"The Groundlessness of Infinity" and the false FLT

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Re: "The Groundlessness of Infinity" and the false FLT

Postby Emmanuel Xagorarakis » Thu Sep 01, 2016 1:29 pm

Dear Albert,

I thank you and I accept your comment on discreteness.

But, kindly, please read the book thorougly, so that you have the complete (and absolutely valid) idea AND also realise that in the last 2 pages, after the epilogue, I have included 27 bibliograpic references by giants of mathematics and the philosophy of mathmatics. As for specific names in the history of mathematics, the ones I have included are no smaller than the ones you mentioned, and moreover they are the ones whose thought is worth the reference for my thought.

I'm generally thankful for your interest and rigor in seing something new in science.

Best,
Emmanuel
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Re: "The Groundlessness of Infinity" and the false FLT

Postby Albert 2016 » Fri Sep 02, 2016 1:56 am

Hi Emmanuel,

And thanks a lot for your clarification.
Yes, I did not read carefully your work at the end, I apologize. I admit you actually have included the references with authors and their works.

However, my misunderstanding arose because I didn’t find names in your TEXT.
Usually, when I’m (and others are) writing about ideas and statements by an author (say Max Planck), then I write in my text: “Max Planck said/wrote/did this and that” and then I put a reference number (example [15]) at the end of the sentence.

Your style is different. You never mention the names of the authors you’re discussing.
For instance, here (p.23) you wrote:

“So, “compose” is identified with what we call quantity or number. What’s more, the
verb which comes out of the noun “number” –numerate– is of the same meaning
with “compose”, for the composition (or composing), that is synthesis, is a number,
a quantity of entities. Or, to say better, it is the quantity that accompanies entities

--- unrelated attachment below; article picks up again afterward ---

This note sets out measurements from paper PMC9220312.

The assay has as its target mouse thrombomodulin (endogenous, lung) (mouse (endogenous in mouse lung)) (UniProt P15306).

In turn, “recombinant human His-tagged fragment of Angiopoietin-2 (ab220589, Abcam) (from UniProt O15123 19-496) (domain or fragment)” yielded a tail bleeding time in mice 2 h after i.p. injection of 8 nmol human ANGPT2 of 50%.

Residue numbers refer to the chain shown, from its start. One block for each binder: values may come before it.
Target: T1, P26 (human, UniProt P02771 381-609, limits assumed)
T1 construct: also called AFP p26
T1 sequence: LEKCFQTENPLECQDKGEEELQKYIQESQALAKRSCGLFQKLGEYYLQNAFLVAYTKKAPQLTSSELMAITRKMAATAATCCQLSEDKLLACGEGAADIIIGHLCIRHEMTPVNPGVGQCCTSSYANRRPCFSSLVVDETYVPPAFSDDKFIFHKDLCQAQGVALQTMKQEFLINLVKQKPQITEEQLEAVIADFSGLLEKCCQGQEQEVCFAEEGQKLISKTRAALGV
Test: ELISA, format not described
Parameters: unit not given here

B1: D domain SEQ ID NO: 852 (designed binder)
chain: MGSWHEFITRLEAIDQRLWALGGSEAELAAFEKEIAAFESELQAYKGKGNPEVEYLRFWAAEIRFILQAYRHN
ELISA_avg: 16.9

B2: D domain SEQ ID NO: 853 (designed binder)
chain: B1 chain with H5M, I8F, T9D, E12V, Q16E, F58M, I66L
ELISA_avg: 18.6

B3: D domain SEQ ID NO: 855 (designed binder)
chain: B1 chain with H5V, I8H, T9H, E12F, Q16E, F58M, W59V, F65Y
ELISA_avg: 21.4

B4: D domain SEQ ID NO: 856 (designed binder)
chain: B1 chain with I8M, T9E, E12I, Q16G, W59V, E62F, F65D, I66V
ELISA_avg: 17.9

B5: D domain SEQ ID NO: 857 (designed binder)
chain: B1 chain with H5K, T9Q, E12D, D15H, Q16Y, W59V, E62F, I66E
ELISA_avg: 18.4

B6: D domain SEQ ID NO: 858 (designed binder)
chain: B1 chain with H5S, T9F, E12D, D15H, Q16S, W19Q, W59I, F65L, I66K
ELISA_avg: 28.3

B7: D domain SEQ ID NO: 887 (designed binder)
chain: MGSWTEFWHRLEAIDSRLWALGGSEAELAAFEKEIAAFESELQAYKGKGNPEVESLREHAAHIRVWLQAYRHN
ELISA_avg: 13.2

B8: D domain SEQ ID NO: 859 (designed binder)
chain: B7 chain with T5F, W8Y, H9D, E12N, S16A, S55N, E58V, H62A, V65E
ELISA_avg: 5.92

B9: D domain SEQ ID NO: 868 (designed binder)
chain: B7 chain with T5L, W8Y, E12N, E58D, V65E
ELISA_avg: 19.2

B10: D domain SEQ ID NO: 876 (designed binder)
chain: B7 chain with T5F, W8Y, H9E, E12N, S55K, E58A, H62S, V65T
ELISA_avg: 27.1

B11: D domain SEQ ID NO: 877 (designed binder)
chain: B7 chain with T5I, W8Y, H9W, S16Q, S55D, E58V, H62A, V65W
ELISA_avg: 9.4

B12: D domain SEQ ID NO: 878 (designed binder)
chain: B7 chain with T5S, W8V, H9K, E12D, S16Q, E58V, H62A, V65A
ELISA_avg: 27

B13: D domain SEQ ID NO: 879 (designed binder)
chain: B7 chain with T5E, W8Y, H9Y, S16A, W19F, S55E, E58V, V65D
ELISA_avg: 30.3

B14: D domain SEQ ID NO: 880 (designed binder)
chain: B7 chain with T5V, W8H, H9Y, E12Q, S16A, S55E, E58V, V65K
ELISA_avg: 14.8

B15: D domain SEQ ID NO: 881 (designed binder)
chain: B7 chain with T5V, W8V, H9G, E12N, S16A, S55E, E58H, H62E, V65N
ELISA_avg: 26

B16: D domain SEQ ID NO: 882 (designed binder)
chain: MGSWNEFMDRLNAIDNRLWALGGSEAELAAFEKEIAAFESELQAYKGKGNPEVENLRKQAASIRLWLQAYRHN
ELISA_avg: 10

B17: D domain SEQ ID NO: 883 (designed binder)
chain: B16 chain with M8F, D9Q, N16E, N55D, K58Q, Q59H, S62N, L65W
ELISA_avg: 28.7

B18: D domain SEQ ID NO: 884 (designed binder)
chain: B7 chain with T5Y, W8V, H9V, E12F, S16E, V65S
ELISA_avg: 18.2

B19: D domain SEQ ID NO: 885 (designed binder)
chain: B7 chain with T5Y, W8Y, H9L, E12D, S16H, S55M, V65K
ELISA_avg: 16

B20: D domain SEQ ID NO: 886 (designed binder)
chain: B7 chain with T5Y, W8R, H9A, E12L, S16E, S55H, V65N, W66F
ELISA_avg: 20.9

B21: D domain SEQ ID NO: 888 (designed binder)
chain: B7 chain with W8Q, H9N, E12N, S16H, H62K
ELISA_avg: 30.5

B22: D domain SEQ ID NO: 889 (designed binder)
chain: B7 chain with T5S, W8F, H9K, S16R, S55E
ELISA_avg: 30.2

[9].”
Then, if I go to the reference, at number [9], I can discover the name of Immanuel Kant, and his well-known major work: “The Critique of the Pure Reason”.
That’s OK, but if you don’t mention the name of Kant in your text, and you don’t say in text what’s the difference between his ideas and yours, I – as a reader – cannot distinguish the difference between Kant ideas and yours.

Moreover, if you don’t mention the names in your text, I – as a reader – cannot understand whether you agree with Kant, or maybe there is just a little difference in your ideas, or you totally disagree.

Kant in his work called the “composition” 5 + 7 = 12 “a priori judgment”, and he said that both mathematics and physics are based on these concepts.
Do you agree with Kant for both mathematics and physics? Because it seems to me that you agree with respect to math, but not to physics, it is not so clear to me.
So, normally in scientific texts, articles, studies, etc., those who write are always mentioning names in their texts, and then they immediately say whether they agree, disagree, etc., with authors they mentioned.

And finally, as you are Greek, I was expecting from your book a full comment about Platonism in mathematics. For Plato abstract mathematical objects (numbers) exist independently of us, and that was widely debated by mathematicians as Gödel (who was in favor of the continuum hypothesis) and others.
http://consc.net/notes/continuum.html


Thanks a lot for your kind attention.

Best

Alberto
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Re: "The Groundlessness of Infinity" and the false FLT

Postby Emmanuel Xagorarakis » Fri Sep 02, 2016 7:55 am

Hi Alberto,

Yes, although I include serious and valid references, I don't offer the direct comparison of my thought to that of others. The reason for this is that my agruments/proofs are based on the completely elementary notions (i.e. the arithmetical identity) and I offer new ideas indeed. If at least one of my proofs was based on another author's work, the direct reference and comparison would be needed. As to this, the references I include are only accompanying, although they're by important authors. One can only understand this if he/she reads my work thoroughly and masters it.

Thanks for your kind attention.

Best,
Emmanuel
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Posts: 12
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